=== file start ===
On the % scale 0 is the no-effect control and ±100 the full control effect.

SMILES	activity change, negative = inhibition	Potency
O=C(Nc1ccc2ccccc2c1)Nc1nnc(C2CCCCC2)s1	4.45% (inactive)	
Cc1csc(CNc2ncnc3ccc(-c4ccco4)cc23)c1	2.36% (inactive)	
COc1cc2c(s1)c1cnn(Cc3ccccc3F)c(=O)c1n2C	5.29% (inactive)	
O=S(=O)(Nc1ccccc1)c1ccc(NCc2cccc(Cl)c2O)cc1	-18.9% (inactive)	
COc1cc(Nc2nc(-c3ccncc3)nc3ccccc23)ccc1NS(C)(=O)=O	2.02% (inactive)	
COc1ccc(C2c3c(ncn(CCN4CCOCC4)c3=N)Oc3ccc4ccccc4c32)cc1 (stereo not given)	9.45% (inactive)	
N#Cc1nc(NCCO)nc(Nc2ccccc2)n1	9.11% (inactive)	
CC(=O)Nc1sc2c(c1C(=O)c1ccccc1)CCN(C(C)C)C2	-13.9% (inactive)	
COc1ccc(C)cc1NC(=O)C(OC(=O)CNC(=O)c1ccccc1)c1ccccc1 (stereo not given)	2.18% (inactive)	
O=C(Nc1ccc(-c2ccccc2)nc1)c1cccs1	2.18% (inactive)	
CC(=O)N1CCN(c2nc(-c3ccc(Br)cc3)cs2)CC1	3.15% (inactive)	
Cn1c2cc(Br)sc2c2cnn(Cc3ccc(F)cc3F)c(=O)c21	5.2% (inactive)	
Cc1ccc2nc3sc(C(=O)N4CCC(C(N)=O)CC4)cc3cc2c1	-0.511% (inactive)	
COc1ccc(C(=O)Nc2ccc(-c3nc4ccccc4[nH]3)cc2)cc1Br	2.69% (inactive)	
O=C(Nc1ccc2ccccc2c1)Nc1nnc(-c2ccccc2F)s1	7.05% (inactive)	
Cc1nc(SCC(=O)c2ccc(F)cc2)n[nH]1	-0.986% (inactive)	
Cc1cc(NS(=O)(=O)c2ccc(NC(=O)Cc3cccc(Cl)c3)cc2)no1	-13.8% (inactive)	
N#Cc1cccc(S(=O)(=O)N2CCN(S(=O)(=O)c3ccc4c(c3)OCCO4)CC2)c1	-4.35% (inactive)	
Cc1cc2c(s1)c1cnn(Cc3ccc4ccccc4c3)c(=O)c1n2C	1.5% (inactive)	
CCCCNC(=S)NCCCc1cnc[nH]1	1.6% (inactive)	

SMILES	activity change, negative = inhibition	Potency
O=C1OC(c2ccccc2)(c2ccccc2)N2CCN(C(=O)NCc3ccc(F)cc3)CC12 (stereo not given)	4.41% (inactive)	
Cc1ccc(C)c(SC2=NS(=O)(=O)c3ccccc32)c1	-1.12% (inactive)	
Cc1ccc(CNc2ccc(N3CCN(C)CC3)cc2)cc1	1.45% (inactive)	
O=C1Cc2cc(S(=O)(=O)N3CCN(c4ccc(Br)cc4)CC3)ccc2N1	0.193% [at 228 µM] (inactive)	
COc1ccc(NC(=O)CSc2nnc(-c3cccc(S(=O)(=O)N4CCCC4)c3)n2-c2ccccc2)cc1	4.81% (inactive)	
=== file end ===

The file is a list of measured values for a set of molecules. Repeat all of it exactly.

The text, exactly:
On the % scale 0 is the no-effect control and ±100 the full control effect.

SMILES	activity change, negative = inhibition	Potency
O=C(Nc1ccc2ccccc2c1)Nc1nnc(C2CCCCC2)s1	4.45% (inactive)	
Cc1csc(CNc2ncnc3ccc(-c4ccco4)cc23)c1	2.36% (inactive)	
COc1cc2c(s1)c1cnn(Cc3ccccc3F)c(=O)c1n2C	5.29% (inactive)	
O=S(=O)(Nc1ccccc1)c1ccc(NCc2cccc(Cl)c2O)cc1	-18.9% (inactive)	
COc1cc(Nc2nc(-c3ccncc3)nc3ccccc23)ccc1NS(C)(=O)=O	2.02% (inactive)	
COc1ccc(C2c3c(ncn(CCN4CCOCC4)c3=N)Oc3ccc4ccccc4c32)cc1 (stereo not given)	9.45% (inactive)	
N#Cc1nc(NCCO)nc(Nc2ccccc2)n1	9.11% (inactive)	
CC(=O)Nc1sc2c(c1C(=O)c1ccccc1)CCN(C(C)C)C2	-13.9% (inactive)	
COc1ccc(C)cc1NC(=O)C(OC(=O)CNC(=O)c1ccccc1)c1ccccc1 (stereo not given)	2.18% (inactive)	
O=C(Nc1ccc(-c2ccccc2)nc1)c1cccs1	2.18% (inactive)	
CC(=O)N1CCN(c2nc(-c3ccc(Br)cc3)cs2)CC1	3.15% (inactive)	
Cn1c2cc(Br)sc2c2cnn(Cc3ccc(F)cc3F)c(=O)c21	5.2% (inactive)	
Cc1ccc2nc3sc(C(=O)N4CCC(C(N)=O)CC4)cc3cc2c1	-0.511% (inactive)	
COc1ccc(C(=O)Nc2ccc(-c3nc4ccccc4[nH]3)cc2)cc1Br	2.69% (inactive)	
O=C(Nc1ccc2ccccc2c1)Nc1nnc(-c2ccccc2F)s1	7.05% (inactive)	
Cc1nc(SCC(=O)c2ccc(F)cc2)n[nH]1	-0.986% (inactive)	
Cc1cc(NS(=O)(=O)c2ccc(NC(=O)Cc3cccc(Cl)c3)cc2)no1	-13.8% (inactive)	
N#Cc1cccc(S(=O)(=O)N2CCN(S(=O)(=O)c3ccc4c(c3)OCCO4)CC2)c1	-4.35% (inactive)	
Cc1cc2c(s1)c1cnn(Cc3ccc4ccccc4c3)c(=O)c1n2C	1.5% (inactive)	
CCCCNC(=S)NCCCc1cnc[nH]1	1.6% (inactive)	

SMILES	activity change, negative = inhibition	Potency
O=C1OC(c2ccccc2)(c2ccccc2)N2CCN(C(=O)NCc3ccc(F)cc3)CC12 (stereo not given)	4.41% (inactive)	
Cc1ccc(C)c(SC2=NS(=O)(=O)c3ccccc32)c1	-1.12% (inactive)	
Cc1ccc(CNc2ccc(N3CCN(C)CC3)cc2)cc1	1.45% (inactive)	
O=C1Cc2cc(S(=O)(=O)N3CCN(c4ccc(Br)cc4)CC3)ccc2N1	0.193% [at 228 µM] (inactive)	
COc1ccc(NC(=O)CSc2nnc(-c3cccc(S(=O)(=O)N4CCCC4)c3)n2-c2ccccc2)cc1	4.81% (inactive)	